Investigators and air-traffic control centers were both left mystified, as the last communication received by a Chilean Air Force operator was a very cryptic message which read “STENDEC,” which was long believed to be mistyped.

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Post 50 years of the incident, strange things started to reappear. In the late 1990s, pieces of wreckage began to emerge in the Andes Mountains, and in 2000 body parts from the flight’s passengers were found, which were well-preserved by glacial ice despite all the years. 

A lot of rumors went around the case, ranging from alien abduction to Nazi spies and stolen gold; an in-depth investigation uncovered that inclement weather had caused the crash and determined that the most probable meaning of the strange communication was based on a WWII code, deciphered as “Severe Turbulence Encountered, Now Descending, Emergency Crash-landing.”

The plane which made Amelia Earhart disappear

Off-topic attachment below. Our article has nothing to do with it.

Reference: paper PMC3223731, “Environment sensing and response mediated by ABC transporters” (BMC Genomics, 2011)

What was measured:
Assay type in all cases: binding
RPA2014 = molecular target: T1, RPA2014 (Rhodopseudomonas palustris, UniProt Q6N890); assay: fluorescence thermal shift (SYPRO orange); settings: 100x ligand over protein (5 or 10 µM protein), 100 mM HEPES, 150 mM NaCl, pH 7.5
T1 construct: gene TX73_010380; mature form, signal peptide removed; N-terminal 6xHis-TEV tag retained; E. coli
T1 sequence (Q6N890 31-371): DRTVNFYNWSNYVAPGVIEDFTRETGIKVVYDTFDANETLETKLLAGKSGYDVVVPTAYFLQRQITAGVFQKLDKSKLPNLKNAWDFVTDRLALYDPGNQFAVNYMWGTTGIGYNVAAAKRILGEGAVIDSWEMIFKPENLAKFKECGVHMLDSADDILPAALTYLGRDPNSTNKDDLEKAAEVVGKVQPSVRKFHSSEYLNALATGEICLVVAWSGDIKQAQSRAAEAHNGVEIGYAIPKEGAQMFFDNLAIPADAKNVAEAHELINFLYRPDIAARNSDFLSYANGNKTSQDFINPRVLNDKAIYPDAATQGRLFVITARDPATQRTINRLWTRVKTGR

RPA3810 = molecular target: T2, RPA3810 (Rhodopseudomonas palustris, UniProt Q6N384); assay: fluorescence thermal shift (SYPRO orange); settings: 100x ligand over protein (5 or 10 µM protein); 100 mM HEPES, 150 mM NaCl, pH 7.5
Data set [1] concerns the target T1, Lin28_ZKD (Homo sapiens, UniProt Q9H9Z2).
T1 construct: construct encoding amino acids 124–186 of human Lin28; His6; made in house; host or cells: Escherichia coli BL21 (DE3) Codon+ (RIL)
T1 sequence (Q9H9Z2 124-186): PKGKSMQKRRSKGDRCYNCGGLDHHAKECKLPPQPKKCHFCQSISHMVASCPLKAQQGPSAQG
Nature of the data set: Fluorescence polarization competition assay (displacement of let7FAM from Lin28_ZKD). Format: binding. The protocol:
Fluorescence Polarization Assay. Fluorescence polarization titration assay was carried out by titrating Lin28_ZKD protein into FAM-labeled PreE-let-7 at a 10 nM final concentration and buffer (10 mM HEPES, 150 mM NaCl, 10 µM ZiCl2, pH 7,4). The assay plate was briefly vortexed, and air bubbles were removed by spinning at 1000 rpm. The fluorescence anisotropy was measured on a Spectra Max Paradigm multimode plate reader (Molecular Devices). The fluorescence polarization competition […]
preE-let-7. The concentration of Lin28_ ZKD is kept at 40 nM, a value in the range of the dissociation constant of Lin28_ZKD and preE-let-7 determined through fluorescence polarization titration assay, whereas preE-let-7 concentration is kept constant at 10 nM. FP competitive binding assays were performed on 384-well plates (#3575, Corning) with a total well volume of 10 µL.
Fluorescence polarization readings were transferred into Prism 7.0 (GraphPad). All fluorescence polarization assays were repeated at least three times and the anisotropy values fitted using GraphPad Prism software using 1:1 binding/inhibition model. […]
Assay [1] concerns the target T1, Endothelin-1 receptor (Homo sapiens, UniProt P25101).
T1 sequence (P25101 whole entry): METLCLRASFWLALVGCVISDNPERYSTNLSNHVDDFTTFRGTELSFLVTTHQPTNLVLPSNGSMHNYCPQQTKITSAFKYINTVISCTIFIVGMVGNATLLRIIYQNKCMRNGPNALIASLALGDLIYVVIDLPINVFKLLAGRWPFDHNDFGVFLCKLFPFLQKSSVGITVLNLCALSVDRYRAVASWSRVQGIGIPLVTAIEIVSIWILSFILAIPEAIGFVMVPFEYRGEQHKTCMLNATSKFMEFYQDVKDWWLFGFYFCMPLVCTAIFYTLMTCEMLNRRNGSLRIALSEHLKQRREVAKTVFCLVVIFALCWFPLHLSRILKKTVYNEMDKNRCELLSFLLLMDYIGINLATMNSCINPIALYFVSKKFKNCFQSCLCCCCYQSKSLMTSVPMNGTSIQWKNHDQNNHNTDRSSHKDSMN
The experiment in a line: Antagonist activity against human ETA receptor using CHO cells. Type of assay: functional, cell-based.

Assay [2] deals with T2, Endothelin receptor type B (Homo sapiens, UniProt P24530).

Amelia Earhart was the first woman to cross the Atlantic Ocean in a plane in 1928 and the first woman to fly solo across the pond in 1932. She became a symbol of how brave and bold women should be and proved how high women could go.

However, her story met a tragic and mysterious end in July 1937, when, on a trip to fly around the world, her plane, a twin-engine Lockheed Electra, disappeared near the International Date Line in the central Pacific Ocean.

Although there are a lot of speculations around this incident by many scholars and mystics about the exact circumstances of her disappearance, the highest possibility of her being stranded on an uninhabited island for years is the one that is mostly believed in. Still, nothing is known with absolute certainty about it.